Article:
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Area of Right Regular Pyramid Adding/Subtracting Decimals Percentages Introduction Volume of a Cone Laws of Indices Comparing Fractions Irrational NumbersHow to do Long Multiplication

The page on __ Short Multiplication__, showed
examples of multiplication sums such as:

Learning how to do Long Multiplication isn't really much more difficult than learning multiplication
with shorter sums.

It's just a process that takes a bit longer to do, hence the name.

Long Multiplication Examples

18 × 12

This is a small basic example, but the same approach can be used for larger multiplication sums also.

Set up the sum as a usual multiplication sum.

First step is to multiply the **1** and the **8** on the top row, by the **2** below.

As if it was just the **2** in the sum.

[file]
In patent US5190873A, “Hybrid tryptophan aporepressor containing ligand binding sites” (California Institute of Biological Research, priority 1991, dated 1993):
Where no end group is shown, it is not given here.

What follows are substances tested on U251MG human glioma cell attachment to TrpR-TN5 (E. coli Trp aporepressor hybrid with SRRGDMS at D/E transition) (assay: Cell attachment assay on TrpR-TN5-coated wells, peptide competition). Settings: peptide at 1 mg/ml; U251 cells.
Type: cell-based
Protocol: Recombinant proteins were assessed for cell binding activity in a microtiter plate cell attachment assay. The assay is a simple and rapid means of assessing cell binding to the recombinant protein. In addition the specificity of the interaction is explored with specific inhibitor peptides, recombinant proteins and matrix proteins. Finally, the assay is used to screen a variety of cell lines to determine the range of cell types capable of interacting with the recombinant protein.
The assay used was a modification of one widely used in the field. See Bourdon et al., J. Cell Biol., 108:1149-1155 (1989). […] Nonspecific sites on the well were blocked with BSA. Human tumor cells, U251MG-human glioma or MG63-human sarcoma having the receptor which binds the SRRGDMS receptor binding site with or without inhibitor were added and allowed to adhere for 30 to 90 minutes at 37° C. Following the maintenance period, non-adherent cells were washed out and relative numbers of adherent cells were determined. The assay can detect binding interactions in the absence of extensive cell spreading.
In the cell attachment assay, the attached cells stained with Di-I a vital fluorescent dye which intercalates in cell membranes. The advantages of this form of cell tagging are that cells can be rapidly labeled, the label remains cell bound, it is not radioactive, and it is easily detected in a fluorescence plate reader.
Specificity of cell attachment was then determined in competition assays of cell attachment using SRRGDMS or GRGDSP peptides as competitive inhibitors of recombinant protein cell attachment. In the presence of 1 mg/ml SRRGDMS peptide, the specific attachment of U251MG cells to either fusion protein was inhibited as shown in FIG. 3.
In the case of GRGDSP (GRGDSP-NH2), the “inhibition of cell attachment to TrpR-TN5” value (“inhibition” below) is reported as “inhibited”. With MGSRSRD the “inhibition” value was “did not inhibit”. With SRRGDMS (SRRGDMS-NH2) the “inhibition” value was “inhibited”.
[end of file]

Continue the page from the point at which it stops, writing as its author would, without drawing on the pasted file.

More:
Next thing to do is to multiply the **1** and **8** on the top row by the **1** below.

But remembering that this **1** is in the "TENS" column.

As such, a **0** needs to first be placed in the units answer column first, to account for
this.

Now, the  2 separate results from each multiplication are added together, and the result of this addition is the answer to the whole multiplication sum.

So:

294 × 23

Now adding the **2** results together:

464 × 314

464

464

With the **3** on the bottom line, we're multiplying by "HUNDREDS".

So two **0**'s are placed in the answer section first, before multiplying the
top row by **3**:

464

Now this time there are  3 multiplication results to add together:

1856

+ 4640

464 × 314 = 145696

Shorter Approach

As one becomes more confident with long multiplication, they may feel comfortable using vertical multiplication, laying out the sums in one part, with the multiplication results laid out below in rows, then added together.

34 × 128

128

512

34 × 128 = 4352

This approach usually looks a bit neater, requiring less writing.

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